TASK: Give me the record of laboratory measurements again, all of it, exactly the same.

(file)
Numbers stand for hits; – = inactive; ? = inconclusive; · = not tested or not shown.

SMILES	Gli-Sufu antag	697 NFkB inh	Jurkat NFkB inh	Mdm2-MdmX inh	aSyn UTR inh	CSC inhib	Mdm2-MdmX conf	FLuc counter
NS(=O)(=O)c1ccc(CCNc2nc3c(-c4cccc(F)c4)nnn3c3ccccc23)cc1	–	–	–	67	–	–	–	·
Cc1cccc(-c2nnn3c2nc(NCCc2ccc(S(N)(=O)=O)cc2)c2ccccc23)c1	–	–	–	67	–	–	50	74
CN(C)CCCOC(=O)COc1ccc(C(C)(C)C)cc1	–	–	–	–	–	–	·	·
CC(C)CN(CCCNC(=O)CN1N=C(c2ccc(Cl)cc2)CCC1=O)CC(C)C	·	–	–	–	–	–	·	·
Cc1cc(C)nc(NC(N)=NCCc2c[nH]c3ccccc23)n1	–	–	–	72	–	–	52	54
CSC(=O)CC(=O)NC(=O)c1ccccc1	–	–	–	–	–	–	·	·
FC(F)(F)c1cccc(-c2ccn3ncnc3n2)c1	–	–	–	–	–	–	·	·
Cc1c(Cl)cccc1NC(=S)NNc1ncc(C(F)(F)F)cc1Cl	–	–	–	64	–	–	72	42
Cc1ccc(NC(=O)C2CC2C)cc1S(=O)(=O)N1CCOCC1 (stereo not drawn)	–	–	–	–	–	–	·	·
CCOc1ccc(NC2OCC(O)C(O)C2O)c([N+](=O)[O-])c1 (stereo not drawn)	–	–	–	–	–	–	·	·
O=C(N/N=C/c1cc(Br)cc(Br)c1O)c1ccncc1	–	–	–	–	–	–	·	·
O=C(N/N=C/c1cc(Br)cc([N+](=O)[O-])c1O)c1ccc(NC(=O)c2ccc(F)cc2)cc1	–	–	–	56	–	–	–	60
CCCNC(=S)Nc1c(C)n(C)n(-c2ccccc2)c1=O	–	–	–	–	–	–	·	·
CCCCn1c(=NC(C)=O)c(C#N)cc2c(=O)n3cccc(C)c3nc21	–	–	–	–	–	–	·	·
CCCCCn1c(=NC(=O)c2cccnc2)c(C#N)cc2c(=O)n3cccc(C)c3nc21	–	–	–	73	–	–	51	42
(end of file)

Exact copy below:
Numbers stand for hits; – = inactive; ? = inconclusive; · = not tested or not shown.

SMILES	Gli-Sufu antag	697 NFkB inh	Jurkat NFkB inh	Mdm2-MdmX inh	aSyn UTR inh	CSC inhib	Mdm2-MdmX conf	FLuc counter
NS(=O)(=O)c1ccc(CCNc2nc3c(-c4cccc(F)c4)nnn3c3ccccc23)cc1	–	–	–	67	–	–	–	·
Cc1cccc(-c2nnn3c2nc(NCCc2ccc(S(N)(=O)=O)cc2)c2ccccc23)c1	–	–	–	67	–	–	50	74
CN(C)CCCOC(=O)COc1ccc(C(C)(C)C)cc1	–	–	–	–	–	–	·	·
CC(C)CN(CCCNC(=O)CN1N=C(c2ccc(Cl)cc2)CCC1=O)CC(C)C	·	–	–	–	–	–	·	·
Cc1cc(C)nc(NC(N)=NCCc2c[nH]c3ccccc23)n1	–	–	–	72	–	–	52	54
CSC(=O)CC(=O)NC(=O)c1ccccc1	–	–	–	–	–	–	·	·
FC(F)(F)c1cccc(-c2ccn3ncnc3n2)c1	–	–	–	–	–	–	·	·
Cc1c(Cl)cccc1NC(=S)NNc1ncc(C(F)(F)F)cc1Cl	–	–	–	64	–	–	72	42
Cc1ccc(NC(=O)C2CC2C)cc1S(=O)(=O)N1CCOCC1 (stereo not drawn)	–	–	–	–	–	–	·	·
CCOc1ccc(NC2OCC(O)C(O)C2O)c([N+](=O)[O-])c1 (stereo not drawn)	–	–	–	–	–	–	·	·
O=C(N/N=C/c1cc(Br)cc(Br)c1O)c1ccncc1	–	–	–	–	–	–	·	·
O=C(N/N=C/c1cc(Br)cc([N+](=O)[O-])c1O)c1ccc(NC(=O)c2ccc(F)cc2)cc1	–	–	–	56	–	–	–	60
CCCNC(=S)Nc1c(C)n(C)n(-c2ccccc2)c1=O	–	–	–	–	–	–	·	·
CCCCn1c(=NC(C)=O)c(C#N)cc2c(=O)n3cccc(C)c3nc21	–	–	–	–	–	–	·	·
CCCCCn1c(=NC(=O)c2cccnc2)c(C#N)cc2c(=O)n3cccc(C)c3nc21	–	–	–	73	–	–	51	42